NY ban on conversion therapy is a win for humanity
Fifty years ago, New York gave birth to the modern LGBTQ rights movement at Stonewall. Since then, the state has assumed the mantle of LGBTQ progress because so much positive change has been made for the state’s LGBTQ community. PFLAG (Parents, Families and Friends of Lesbians and Gays) was founded in New York in 1972; Harvey Milk High School, the first school for out gay and lesbian teens opened in New York City in 1985; and under the historic Marriage Equality Act, same-sex marriage was legalized in New York in 2011.
But progress has stalled and the mantle has faded. Pro-LGBTQ legislation hasn’t passed in New York in eight years. Given New York’s reputation for diversity and inclusion, it is jarring to think that in 2019 this state’s laws still permit licensed mental health professionals to try to change a minor’s sexual orientation or gender identity. It is equally surprising that our nondiscrimination and hate crimes laws wouldn’t protect the transgender women of color who were at Stonewall. And yet, that is the reality today.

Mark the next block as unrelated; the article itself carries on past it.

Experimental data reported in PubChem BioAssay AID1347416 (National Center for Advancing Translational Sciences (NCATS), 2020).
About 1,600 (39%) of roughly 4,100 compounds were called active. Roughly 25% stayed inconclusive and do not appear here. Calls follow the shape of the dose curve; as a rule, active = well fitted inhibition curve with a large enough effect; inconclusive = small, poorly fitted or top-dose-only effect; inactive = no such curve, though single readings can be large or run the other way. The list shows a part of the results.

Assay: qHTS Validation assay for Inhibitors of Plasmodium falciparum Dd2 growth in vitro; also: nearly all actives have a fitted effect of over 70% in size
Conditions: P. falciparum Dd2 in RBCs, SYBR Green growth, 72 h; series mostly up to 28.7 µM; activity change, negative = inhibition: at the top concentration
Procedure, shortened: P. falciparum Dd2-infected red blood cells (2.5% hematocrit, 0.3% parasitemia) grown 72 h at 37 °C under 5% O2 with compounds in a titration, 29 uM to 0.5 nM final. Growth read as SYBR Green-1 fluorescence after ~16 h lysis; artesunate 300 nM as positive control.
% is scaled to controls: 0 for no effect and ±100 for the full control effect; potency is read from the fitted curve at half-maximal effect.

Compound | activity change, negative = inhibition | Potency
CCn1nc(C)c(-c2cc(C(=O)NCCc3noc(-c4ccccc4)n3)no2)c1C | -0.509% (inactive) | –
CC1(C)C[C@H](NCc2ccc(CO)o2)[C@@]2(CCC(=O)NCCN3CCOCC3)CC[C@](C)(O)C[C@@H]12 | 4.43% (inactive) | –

But with the Gender Expression Nondiscrimination Act (GENDA, introduced by state Sen. Brad Hoylman and Assemblyman Richard Gottfried) and anti-conversion therapy legislation (introduced by Assemblymember Deborah Glick and Hoylman) now passed in the Assembly and Senate, New York can now reclaim its mantle as a leader by fully protecting its LGBTQ community.